A Good Day

Field Poppy


At this time of the year my thoughts always turn to France and the horror. Lest We Forget

A Good Day
Today is a good day. We moved into a new trench last night. The flooding here isn’t as bad and the boards are still sound. The rain eased in the early hours and now the sky is a bright blue basin curving above us.

From where I’m sitting with my mug of tea and a wedge of cake out of the package from home, another reason it’s a good day, I can see the top of the mud wall and not too far off a green field. It’s spring green, that fresh new colour that is really gold, new shoots poking through the black soil, new life.

It I turn ninety degrees there’s a small wood, the early sun raised a faint mist from the trees, a miasma, floating upward and dispersing, like a prayer carried on the breeze. The leaves are unfurling and the whole is covered by green gauze anchored on the great dark limbs. There were pigs in there a while ago but they’ve gone now.

The birds are singing to the sunshine and one of the boys further down has a mouth organ. He’s good and every now and again someone will join in and sing a few bars.

I can hear the lads next to me murmuring together, I don’t try to listen. I know what they are talking about, home, family, jobs, mates. I take myself a little out of it and it becomes a quiet rumble, almost a lullaby.

My feet are dry, the parcel from home had socks in. I think Kitty made them, they’re not as neat as Mum’s but she put a couple of lines of red wool in to make them a bit fancy, it made me smile. Soon the damp from these old boots will seep through but right now my feet are dry.

I shaved my head again the day before yesterday so there’s no itch from the nits and lice. Me and Albert did it together. His looked better than mine. My head’s got a couple of funny bumps and that scar from when I fell out of the apple tree, yes his was much better.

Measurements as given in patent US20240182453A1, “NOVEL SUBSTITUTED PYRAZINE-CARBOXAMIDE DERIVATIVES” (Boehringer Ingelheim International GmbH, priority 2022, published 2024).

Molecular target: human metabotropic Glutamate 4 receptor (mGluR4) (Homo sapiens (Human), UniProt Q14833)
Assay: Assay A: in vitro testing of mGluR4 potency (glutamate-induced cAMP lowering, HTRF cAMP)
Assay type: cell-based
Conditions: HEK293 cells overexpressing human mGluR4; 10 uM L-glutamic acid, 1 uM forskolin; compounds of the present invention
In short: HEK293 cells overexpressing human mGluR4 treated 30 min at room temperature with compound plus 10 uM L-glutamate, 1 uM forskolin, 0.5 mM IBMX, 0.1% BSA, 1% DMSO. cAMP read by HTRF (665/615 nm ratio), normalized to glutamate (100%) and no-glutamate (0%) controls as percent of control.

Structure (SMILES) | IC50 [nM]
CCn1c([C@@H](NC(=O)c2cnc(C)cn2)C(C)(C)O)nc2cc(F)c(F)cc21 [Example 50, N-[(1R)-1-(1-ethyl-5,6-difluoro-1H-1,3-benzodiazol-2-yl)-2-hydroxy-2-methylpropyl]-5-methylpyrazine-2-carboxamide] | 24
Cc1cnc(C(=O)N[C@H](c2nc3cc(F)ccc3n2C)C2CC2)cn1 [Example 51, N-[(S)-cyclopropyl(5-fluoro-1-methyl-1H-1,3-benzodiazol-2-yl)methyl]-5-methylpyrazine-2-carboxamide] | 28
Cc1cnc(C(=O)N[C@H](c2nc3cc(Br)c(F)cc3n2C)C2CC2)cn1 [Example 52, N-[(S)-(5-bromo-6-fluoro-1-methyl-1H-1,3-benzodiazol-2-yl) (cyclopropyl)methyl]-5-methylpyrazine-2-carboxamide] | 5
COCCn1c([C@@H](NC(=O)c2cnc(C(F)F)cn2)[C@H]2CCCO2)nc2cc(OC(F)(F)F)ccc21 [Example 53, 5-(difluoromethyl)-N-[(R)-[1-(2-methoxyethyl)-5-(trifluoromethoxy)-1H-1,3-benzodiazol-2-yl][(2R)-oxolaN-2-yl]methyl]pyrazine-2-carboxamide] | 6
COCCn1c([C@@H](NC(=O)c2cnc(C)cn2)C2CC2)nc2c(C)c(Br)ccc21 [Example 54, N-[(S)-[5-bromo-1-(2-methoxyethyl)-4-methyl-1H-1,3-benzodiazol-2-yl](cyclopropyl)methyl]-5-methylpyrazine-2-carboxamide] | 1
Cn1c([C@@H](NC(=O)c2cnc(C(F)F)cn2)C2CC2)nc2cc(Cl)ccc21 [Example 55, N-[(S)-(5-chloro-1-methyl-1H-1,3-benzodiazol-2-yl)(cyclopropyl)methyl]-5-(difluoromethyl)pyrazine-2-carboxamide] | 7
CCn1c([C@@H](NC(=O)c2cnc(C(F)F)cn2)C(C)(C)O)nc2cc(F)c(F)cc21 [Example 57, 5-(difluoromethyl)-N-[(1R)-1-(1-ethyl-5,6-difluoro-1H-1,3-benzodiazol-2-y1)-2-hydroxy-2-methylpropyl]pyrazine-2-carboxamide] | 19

We’ve always done things together, ever since the first day at school. We played truant together, scrumped apples and hid outside Mrs Wilmott’s to watch through the gap in the kitchen curtains and see Tilly have her bath. We wanked together then and shared our first cig after that. I don’t think there’s anything we haven’t done together, not until yesterday.

Look though, in this moment, in this hour I am warm and relaxed and I have a tin of jam for when the bread comes round. It’s as near to being happy as I could wish for. Yes today is a good day.

If I turn back forty-five degrees I can look out the other way, the last view, the one straight ahead. I can see the wire there in the distance, some craters and two dead horses still harnessed to a wrecked gun carriage. Though I’m trying not to see, just a bit further over I can see Albert. He’s caught on the wire, he’s facing this way though I don’t understand why and his hand is hooked on the top. It looks as though he’s waving. He’s lost his helmet and I can see his bald head, it always was a better shape than mine.

Today is a good day but yesterday, ah yesterday.



Filed under Serials, Shorts and Stuff

4 responses to “A Good Day

  1. Do you ‘Remember’ on November 11th, too?


    • Yes, the eleventh hour on the eleventh day or the eleventh month when the guns fell silent. I am working towards it, I am hoping to do something each day or so. If you ever have a chance to watch the Festival of Remembrance on BBC and see the moments when the poppies fall I defy you to stay dry eyed.


      • Diane, just thinking about Remembrance Day, as we call it, gets me teary-eyed! The moment I hear that trumpet, the waterworks start!

        I was fortunate not to have lost immediate family during any of the wars, but my Grandfather served as a clerk in the Dental Corps. Dad would have been enlisted oversees if the war had not ended before he turned 18. I now have 2 nephews that are in the Reserves. One was even in Bosnia after the main conflict, serving as a Peacekeeper. 🙂


      • I am a hopeless mess at anything where there are servicemen and women and as you say once the bugle sounds I am awash. I often think though as I sit mopping up the tears, if this is all that I can give to repay all that they gave then it is too little. My Grandfather was in the trenches in WW1, my father in law in the airforce in WW11 and my other grandfather a fire watcher on the coast along with other things. The modern conflicts, well apart from a very exciting time in Saudi for us during the first gulf war we have been cushioned but my admiration for those who serve is total and my gratitude to those who have died to give me the gift of freedom is bottomless.


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